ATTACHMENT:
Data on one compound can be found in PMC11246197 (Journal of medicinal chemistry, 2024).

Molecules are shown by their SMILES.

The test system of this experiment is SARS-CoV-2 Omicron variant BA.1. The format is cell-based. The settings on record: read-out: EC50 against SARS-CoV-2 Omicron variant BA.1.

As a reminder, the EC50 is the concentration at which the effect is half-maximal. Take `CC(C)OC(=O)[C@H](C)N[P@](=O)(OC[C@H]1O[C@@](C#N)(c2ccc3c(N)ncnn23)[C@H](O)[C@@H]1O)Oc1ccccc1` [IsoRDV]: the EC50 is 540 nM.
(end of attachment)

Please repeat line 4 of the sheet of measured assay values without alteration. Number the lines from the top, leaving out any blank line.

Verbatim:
As a reminder, the EC50 is the concentration at which the effect is half-maximal. Take `CC(C)OC(=O)[C@H](C)N[P@](=O)(OC[C@H]1O[C@@](C#N)(c2ccc3c(N)ncnn23)[C@H](O)[C@@H]1O)Oc1ccccc1` [IsoRDV]: the EC50 is 540 nM.